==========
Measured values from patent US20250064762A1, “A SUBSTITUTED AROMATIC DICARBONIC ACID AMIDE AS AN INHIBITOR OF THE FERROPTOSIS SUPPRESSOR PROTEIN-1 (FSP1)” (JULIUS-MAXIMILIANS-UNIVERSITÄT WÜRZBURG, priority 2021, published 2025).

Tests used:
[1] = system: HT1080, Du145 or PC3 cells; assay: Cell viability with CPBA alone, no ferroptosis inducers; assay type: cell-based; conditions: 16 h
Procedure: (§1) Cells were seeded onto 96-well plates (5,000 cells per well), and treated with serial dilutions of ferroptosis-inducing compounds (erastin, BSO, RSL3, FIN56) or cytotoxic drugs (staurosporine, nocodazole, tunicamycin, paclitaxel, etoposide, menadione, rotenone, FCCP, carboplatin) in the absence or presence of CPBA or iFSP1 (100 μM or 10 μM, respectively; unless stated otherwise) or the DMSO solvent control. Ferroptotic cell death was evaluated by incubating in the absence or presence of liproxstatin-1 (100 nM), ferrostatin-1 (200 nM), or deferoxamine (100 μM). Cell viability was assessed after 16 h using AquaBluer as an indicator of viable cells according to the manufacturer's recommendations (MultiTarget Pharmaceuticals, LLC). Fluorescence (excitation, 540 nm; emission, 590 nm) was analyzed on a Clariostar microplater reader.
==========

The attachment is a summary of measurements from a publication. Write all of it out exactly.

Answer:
Measured values from patent US20250064762A1, “A SUBSTITUTED AROMATIC DICARBONIC ACID AMIDE AS AN INHIBITOR OF THE FERROPTOSIS SUPPRESSOR PROTEIN-1 (FSP1)” (JULIUS-MAXIMILIANS-UNIVERSITÄT WÜRZBURG, priority 2021, published 2025).

Tests used:
[1] = system: HT1080, Du145 or PC3 cells; assay: Cell viability with CPBA alone, no ferroptosis inducers; assay type: cell-based; conditions: 16 h
Procedure: (§1) Cells were seeded onto 96-well plates (5,000 cells per well), and treated with serial dilutions of ferroptosis-inducing compounds (erastin, BSO, RSL3, FIN56) or cytotoxic drugs (staurosporine, nocodazole, tunicamycin, paclitaxel, etoposide, menadione, rotenone, FCCP, carboplatin) in the absence or presence of CPBA or iFSP1 (100 μM or 10 μM, respectively; unless stated otherwise) or the DMSO solvent control. Ferroptotic cell death was evaluated by incubating in the absence or presence of liproxstatin-1 (100 nM), ferrostatin-1 (200 nM), or deferoxamine (100 μM). Cell viability was assessed after 16 h using AquaBluer as an indicator of viable cells according to the manufacturer's recommendations (MultiTarget Pharmaceuticals, LLC). Fluorescence (excitation, 540 nm; emission, 590 nm) was analyzed on a Clariostar microplater reader.